The United Nations bicameral conference of negotiators, which is scheduled to finalize decisions on the future of biodiversity protection and funding for developing nations, has not resolved most of the key issues around protecting the world’s nature by 2030.
The COP15 conference focused on finding a common language to protect 30 percent of the marine and land area by 2030. They’ve called it “30 by 30” goals which are very important to achieve to save marine life.
However, at present, only 10 percent of marine and 17 percent of land are protected, which is not enough to reach the goal.
Communication is always a challenge, but Canada‘s Minister of Environment and Climate Change, Steven Guilbeault, told the members Saturday morning that communication has finally broken the ice that has blocked the path to reaching a deal.
With greater support from 190 countries, hopes are high for greater protection of the environment and biodiversity.
The ministers and state officials from about 190 countries mostly agree that these efforts should be considered a priority, with many of them comparing those talks to climate talks which wrapped up at the end of last month in Egypt.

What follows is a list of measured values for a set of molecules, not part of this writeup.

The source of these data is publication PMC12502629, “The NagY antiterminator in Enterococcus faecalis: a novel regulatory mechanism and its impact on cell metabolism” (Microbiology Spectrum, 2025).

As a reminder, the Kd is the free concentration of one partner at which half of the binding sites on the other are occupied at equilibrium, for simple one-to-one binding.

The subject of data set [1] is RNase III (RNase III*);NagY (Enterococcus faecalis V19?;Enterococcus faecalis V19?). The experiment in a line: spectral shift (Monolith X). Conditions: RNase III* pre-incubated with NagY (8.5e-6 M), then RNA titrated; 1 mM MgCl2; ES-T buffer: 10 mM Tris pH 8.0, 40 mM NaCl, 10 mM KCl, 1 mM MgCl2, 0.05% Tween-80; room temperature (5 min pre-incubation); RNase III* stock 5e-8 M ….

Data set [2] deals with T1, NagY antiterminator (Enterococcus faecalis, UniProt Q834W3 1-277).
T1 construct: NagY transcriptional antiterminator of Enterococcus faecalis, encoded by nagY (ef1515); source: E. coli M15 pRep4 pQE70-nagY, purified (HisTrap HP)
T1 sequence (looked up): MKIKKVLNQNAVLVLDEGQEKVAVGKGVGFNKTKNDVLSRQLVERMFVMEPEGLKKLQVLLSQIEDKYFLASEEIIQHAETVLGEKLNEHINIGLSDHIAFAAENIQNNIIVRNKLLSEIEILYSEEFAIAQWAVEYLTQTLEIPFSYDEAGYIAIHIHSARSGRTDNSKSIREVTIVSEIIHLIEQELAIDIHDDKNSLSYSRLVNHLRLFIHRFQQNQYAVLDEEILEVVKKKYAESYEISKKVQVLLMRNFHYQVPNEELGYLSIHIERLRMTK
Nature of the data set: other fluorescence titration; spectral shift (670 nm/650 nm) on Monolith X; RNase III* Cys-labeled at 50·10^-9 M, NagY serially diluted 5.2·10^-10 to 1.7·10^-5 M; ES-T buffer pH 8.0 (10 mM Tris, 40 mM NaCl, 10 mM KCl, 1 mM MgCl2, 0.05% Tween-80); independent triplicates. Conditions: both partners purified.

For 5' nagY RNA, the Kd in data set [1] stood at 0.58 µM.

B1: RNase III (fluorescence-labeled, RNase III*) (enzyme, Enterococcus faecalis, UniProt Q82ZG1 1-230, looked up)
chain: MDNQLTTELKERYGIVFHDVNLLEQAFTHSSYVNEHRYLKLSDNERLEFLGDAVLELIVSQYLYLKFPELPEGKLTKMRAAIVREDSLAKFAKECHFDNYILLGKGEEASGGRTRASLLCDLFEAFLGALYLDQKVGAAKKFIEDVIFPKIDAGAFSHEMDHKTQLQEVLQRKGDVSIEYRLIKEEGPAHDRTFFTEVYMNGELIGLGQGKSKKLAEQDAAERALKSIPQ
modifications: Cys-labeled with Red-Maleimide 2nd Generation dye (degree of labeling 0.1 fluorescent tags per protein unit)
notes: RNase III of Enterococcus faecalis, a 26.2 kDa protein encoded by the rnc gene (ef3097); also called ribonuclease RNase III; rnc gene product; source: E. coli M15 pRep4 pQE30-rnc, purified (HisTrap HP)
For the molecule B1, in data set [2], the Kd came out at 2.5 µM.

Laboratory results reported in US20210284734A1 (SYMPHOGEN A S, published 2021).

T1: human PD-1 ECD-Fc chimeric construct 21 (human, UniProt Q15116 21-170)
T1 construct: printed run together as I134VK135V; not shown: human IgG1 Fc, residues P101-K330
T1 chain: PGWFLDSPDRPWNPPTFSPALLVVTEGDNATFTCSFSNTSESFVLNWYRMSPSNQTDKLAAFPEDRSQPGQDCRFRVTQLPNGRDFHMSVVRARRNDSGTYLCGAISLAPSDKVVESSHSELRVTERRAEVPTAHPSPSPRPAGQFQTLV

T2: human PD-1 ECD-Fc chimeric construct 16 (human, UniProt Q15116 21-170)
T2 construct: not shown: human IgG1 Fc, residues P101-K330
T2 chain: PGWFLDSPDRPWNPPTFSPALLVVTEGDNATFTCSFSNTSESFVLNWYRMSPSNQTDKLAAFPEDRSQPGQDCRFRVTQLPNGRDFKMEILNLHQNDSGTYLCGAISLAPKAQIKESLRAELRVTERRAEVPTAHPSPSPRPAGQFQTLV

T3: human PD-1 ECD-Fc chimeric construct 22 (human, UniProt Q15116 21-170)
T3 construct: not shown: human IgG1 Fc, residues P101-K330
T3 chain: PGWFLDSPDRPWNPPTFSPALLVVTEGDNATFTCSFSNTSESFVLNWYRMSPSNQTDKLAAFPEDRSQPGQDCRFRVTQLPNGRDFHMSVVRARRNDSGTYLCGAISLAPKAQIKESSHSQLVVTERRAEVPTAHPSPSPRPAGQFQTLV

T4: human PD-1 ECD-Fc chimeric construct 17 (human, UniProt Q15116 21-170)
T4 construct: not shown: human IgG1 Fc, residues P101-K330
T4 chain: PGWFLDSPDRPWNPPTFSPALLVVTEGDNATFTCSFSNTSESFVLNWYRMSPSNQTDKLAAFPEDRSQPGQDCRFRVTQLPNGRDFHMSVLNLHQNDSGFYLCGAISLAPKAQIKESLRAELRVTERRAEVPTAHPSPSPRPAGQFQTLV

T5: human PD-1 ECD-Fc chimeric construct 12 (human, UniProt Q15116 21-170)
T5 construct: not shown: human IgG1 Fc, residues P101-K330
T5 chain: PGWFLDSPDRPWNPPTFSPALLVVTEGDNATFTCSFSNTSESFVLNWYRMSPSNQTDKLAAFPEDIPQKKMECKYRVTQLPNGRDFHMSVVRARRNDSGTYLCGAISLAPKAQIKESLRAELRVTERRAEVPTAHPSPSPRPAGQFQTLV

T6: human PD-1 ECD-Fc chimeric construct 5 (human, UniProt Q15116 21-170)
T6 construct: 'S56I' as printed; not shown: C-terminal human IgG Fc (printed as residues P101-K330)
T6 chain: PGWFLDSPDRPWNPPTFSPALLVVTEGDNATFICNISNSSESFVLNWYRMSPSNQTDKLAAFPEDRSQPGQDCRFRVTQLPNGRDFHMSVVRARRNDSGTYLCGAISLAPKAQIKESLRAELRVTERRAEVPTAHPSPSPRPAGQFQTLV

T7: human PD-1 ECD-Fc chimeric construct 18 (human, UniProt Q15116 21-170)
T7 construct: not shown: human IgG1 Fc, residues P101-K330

First of all, they have to set amounts of funding that would go to financing projects to protect and restore natural areas. The draft report calls for completing a $700 billion void in financing by 2030.
A big part of that would come from reforming subsidies in the agriculture, fisheries, and energy sectors. However, many are calling to get billions of financing from the rich countries that’ll reach the poor nations to support the biodiversity programs.
Even as governments debate over the percentage of untouched land that should be protected, conservationists remain wary.
Some countries want to water down language and make it possible for logging and mining to go on in those areas, which could lead to destruction.
That’s why some countries are pushing for the language not to reference the 70% of untouched land that would get the protection that conservationists want.
When it comes to sharing the benefits of genetic resources, there are disagreements between Indigenous groups and the public, including other governments.
Some Indigenous groups will want access to funds and also require a voice when decisions about protected areas that affect them are being made.
One of the challenges to transparency and follow-through is language. This can be seen in the Paris Agreement on climate change, which says there needs to be a stronger system to report and verify countries’ progress.
When there was no complete picture of what was going on internationally, only six of the 20 targets were met by 2020.
Species are going missing at an alarmingly high rate, largely owing to global climate change, habitat loss, and pollution. Humans use about 50,000 species routinely, and one out of five people globally rely on these species for food or cash.
In 2019 alone, an estimated a million species faced extinction worldwide, at a rate 1,000 times higher than what was expected.